4. Perform six hours of GLAAC-HAT approved conservation work allied to earning a TrailSaver or Forest Conservation award. It may be performed at any time, independent of the peak climbs.
  5. Pick up and pack out any trash from the trail or campsites along the way.
  6. Maintain and submit a roster for each participant which identifies the peak and date climbed, and the date and location for the conservation work.
  7. Obtain GLAAC-HAT approval before applying for Mini-Peak Bagger awards.

Please refer to the GLAAC-HAT Hike Aid 16, "Peak Bagging: Program and Awards", for additional information, a more complete discussion of these requirements, and a listing of the eligible peaks. The Mini-Peak Bagger Award Record is suggested for keeping track of individual participation and applying for an award.


Peak BaggerPeak Bagger Patches

This award program is designed to stimulate a greater appreciation of the beauty, peace and majesty of the alpine wilderness. Each peak on the approved list has been carefully selected so that a variety of locations are reached, using backpacking rather than technical climbing skills. However, careful planning is still mandatory before climbing any of them. To quote from a Sierra Club film, "The mountain's don't care".

Your trip planning will normally provide for climbing one peak on a short term (less than five days) outing and two peaks on a long-term (five or more days) outing. Under certain circumstances, and in advance of the trip, the GLAAC-HAT does grant approval to climb an additional peak for credit on an outing. However, only one peak may be climbed in a single day. Most of the approved peaks are located in the Sierra Nevada and the San Bernardino Mountains. Most have an elevation of over 10,000 feet and each present a unique challenge.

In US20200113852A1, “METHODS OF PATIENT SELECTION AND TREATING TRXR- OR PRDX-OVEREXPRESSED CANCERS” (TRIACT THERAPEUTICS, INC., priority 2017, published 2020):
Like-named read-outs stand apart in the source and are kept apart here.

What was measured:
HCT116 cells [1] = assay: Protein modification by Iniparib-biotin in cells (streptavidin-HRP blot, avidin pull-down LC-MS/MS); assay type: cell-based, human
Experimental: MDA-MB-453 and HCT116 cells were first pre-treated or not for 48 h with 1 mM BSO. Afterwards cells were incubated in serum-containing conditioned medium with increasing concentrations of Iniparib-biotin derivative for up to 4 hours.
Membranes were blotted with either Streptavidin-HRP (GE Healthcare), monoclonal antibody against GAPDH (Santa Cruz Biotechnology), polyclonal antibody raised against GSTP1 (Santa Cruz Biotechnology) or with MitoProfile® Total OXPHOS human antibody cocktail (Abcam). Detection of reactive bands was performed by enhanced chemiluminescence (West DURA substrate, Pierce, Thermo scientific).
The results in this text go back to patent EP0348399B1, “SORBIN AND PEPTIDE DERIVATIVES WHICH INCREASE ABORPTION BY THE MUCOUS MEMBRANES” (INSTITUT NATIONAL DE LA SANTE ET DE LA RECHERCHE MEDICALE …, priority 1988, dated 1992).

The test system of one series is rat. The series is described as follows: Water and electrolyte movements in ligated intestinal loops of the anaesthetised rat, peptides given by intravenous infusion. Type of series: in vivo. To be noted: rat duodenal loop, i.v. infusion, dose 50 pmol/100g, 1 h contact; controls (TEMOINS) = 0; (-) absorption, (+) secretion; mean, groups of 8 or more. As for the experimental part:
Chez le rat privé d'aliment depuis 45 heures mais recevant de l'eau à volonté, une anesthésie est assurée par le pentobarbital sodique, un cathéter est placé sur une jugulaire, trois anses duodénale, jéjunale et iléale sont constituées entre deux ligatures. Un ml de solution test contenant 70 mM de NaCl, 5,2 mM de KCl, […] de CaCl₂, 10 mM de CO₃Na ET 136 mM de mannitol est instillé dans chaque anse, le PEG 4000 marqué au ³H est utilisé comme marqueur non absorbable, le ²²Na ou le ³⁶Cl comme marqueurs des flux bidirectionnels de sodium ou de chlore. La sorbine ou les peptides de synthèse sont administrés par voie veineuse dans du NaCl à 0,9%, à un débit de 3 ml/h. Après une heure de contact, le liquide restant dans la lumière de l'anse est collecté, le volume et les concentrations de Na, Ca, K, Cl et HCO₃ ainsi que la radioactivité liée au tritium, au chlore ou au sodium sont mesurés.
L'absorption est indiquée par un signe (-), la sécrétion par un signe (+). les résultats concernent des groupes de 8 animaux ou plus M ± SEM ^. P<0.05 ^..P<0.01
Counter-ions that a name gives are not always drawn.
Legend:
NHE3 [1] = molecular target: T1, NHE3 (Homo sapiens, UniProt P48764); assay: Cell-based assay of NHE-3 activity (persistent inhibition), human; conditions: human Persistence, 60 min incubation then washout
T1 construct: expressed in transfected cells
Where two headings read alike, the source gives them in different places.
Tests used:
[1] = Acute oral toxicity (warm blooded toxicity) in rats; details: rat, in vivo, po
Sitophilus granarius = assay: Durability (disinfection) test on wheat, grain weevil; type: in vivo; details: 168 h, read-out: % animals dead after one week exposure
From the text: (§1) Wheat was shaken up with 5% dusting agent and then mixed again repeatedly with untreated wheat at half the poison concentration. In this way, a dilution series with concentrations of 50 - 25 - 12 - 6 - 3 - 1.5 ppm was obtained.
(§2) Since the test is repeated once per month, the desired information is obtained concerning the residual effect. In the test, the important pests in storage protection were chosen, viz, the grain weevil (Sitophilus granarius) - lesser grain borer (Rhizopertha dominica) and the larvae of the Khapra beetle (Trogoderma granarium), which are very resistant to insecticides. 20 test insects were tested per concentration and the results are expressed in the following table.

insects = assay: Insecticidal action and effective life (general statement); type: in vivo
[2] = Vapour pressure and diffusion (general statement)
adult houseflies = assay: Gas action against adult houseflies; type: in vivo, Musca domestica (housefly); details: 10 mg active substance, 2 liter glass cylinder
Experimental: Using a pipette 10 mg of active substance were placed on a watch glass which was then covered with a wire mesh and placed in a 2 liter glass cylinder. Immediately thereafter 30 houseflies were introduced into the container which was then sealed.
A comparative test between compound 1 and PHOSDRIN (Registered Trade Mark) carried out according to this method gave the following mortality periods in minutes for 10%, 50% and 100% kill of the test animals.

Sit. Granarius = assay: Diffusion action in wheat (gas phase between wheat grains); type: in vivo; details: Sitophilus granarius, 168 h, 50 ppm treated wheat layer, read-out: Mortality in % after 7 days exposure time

An award is earned when 5,10,15, 20, and 25 (cumulative) different peaks from the approved list are climbed, and the other specific requirements are met. The following specific requirements apply to each award:

  1. All outings that include a peak climb must satisfy all of the General Requirements listed in the Awards Requirements section of this Hike Aid.
  2. Each participant is to have earned two weekend or equivalent awards before beginning to climb peaks that qualify for these awards.
  3. Climb five different, approved peaks, limited to one per day, with a maximum of two per long-term outing.
  4. Pick up and pack out any trash from the trail or campsite along the way.
  5. Maintain and submit a roster for each participant which identifies the peak and date climbed.
  6. Obtain GLAAC-HAT approval before applying for the Senior (20 peak) and Mountaineer (25 peak) awards.

Please refer to the GLAAC-HAT Hike Aid 16, "Peak Bagging: Program and Awards", for additional information, a more complete discussion of these requirements, and a listing of the eligible peaks. Use the Peak Bagger Award Record to keep track of individual participation and for applying for an award.


Conservation

These awards were developed by the GLAAC-HAT, in concert with the USDA-FS, to promote Unit participation in forest and trail conservation and construction projects. The initial award program, TrailSaver, was adopted in 1982 as a special activity to be offered for two years. It proved so successful that it was made permanent and has led to the adoption of a second award program, ForestSaver. All conservation work must have the prior approval by the GLAAC-HAT as to what, where, when, and how from the proper USDA-Forest Service representative, or administrator for a location other than a National Forest. All work must be done under the direction of a person, typically a Trail Boss, assigned by that representative. Units in other Councils may request other arrangements, depending upon their location.

Awards in these programs are earned when the participant performs 6,12,18, 24, and 30 hours of GLAAC-HAT approved conservation work. Unit Leadership must also satisfy these General Requirements for the outing:

  1. Have a signed Consent to Participate and Consent to Obtain Emergency Medical Treatment form for each Scout participant.